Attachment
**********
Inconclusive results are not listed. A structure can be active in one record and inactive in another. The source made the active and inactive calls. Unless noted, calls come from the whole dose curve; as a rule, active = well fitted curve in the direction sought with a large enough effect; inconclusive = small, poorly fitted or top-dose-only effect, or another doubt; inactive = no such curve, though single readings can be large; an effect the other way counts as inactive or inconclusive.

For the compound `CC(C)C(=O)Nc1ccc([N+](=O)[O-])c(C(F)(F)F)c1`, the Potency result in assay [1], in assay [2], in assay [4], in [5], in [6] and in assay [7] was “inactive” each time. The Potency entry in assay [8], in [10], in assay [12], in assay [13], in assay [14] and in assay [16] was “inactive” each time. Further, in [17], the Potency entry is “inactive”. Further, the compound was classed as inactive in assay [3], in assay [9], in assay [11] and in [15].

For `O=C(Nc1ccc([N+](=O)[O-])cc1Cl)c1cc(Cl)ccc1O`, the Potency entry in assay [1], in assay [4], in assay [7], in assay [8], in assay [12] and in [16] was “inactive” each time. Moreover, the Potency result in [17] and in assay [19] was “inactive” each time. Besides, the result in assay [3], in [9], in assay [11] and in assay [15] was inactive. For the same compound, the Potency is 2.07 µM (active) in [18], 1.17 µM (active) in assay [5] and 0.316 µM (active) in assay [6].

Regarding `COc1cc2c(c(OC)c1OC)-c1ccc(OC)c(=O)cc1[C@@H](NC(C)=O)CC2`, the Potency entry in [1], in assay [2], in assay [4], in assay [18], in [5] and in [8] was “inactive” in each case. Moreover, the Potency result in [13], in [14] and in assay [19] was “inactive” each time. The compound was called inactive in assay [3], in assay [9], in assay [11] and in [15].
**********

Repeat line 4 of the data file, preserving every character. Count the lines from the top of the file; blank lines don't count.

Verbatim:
Regarding `COc1cc2c(c(OC)c1OC)-c1ccc(OC)c(=O)cc1[C@@H](NC(C)=O)CC2`, the Potency entry in [1], in assay [2], in assay [4], in assay [18], in [5] and in [8] was “inactive” in each case. Moreover, the Potency result in [13], in [14] and in assay [19] was “inactive” each time. The compound was called inactive in assay [3], in assay [9], in assay [11] and in [15].